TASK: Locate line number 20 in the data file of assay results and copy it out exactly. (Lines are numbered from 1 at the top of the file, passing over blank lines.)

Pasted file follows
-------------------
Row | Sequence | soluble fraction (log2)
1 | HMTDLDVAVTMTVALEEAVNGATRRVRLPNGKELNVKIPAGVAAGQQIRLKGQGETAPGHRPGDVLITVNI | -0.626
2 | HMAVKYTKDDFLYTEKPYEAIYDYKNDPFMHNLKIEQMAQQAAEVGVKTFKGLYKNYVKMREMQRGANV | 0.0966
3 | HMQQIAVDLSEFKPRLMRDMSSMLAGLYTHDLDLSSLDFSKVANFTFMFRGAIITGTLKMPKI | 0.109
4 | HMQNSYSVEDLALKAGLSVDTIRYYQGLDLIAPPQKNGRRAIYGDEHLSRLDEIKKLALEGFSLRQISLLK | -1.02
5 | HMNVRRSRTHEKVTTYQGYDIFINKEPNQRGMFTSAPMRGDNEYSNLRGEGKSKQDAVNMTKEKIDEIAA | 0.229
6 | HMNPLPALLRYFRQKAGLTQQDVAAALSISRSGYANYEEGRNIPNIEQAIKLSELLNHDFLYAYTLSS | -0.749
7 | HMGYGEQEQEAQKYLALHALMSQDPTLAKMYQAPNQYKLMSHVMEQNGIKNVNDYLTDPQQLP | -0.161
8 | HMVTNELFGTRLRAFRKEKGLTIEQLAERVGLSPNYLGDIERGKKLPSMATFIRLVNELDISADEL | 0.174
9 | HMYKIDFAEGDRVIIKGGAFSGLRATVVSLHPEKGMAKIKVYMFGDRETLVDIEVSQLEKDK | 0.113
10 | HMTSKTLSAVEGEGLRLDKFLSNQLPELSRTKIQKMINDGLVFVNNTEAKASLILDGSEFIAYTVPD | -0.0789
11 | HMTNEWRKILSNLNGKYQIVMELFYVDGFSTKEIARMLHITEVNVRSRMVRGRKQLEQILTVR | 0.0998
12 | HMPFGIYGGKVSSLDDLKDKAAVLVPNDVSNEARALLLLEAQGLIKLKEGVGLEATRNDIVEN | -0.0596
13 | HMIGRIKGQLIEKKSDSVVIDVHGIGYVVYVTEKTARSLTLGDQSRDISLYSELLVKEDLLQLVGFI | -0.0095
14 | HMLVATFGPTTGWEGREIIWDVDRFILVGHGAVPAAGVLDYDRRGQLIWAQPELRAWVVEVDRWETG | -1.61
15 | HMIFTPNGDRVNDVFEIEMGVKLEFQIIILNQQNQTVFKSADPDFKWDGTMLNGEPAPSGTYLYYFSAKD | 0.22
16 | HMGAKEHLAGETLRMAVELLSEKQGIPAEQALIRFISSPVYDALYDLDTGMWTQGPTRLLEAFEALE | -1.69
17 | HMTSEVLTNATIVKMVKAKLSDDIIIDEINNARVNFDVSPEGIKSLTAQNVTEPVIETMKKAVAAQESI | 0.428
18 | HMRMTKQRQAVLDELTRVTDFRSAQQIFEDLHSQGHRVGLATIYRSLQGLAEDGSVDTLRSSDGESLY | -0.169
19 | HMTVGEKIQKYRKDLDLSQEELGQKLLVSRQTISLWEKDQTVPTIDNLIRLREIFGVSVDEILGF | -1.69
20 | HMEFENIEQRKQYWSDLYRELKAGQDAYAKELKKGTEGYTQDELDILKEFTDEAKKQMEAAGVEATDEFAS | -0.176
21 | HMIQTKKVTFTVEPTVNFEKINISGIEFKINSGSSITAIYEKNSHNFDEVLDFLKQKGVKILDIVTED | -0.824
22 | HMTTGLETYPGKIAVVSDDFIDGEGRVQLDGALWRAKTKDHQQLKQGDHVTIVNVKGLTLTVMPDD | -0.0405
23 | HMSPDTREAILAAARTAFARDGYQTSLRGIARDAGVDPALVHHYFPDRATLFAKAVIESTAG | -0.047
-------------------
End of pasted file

19 | HMTVGEKIQKYRKDLDLSQEELGQKLLVSRQTISLWEKDQTVPTIDNLIRLREIFGVSVDEILGF | -1.69